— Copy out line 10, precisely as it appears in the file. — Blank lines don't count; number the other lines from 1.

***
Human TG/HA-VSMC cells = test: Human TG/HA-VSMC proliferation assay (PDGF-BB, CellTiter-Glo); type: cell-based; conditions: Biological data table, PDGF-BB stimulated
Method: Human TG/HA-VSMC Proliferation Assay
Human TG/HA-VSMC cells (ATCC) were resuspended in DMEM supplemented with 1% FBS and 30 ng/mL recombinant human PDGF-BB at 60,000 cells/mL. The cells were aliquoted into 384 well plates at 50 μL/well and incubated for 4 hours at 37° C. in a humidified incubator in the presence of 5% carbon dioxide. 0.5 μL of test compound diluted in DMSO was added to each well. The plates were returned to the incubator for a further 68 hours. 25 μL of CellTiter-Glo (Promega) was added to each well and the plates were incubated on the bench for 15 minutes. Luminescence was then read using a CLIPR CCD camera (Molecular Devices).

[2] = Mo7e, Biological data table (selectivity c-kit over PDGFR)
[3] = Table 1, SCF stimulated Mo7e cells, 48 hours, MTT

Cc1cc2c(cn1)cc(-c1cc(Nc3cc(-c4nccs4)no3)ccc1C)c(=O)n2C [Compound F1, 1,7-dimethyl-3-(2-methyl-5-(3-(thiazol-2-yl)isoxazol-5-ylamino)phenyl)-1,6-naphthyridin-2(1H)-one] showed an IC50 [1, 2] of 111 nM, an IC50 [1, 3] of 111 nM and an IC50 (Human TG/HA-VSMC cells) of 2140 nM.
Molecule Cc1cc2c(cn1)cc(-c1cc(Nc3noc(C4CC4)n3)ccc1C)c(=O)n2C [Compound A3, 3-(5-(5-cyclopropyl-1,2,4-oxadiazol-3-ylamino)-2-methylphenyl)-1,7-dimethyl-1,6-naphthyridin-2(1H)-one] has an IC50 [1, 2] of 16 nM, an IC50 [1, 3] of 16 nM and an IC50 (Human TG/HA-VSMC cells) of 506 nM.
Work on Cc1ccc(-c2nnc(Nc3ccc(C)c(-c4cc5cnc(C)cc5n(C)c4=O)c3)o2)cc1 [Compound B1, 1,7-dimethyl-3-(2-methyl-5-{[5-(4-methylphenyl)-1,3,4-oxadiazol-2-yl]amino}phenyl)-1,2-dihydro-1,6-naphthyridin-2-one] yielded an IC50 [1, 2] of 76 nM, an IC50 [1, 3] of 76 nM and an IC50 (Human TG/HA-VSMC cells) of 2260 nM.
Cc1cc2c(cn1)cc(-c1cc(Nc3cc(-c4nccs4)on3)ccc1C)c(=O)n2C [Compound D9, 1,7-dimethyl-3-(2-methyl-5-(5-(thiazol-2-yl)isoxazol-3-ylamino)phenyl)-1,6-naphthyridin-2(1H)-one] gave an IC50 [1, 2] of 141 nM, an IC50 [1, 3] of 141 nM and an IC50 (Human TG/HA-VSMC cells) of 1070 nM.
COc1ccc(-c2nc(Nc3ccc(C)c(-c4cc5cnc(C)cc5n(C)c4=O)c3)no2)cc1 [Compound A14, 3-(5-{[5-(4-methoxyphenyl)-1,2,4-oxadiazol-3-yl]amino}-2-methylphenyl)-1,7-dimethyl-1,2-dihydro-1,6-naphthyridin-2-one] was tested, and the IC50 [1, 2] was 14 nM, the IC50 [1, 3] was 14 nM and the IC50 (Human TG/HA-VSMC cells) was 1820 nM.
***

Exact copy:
COc1ccc(-c2nc(Nc3ccc(C)c(-c4cc5cnc(C)cc5n(C)c4=O)c3)no2)cc1 [Compound A14, 3-(5-{[5-(4-methoxyphenyl)-1,2,4-oxadiazol-3-yl]amino}-2-methylphenyl)-1,7-dimethyl-1,2-dihydro-1,6-naphthyridin-2-one] was tested, and the IC50 [1, 2] was 14 nM, the IC50 [1, 3] was 14 nM and the IC50 (Human TG/HA-VSMC cells) was 1820 nM.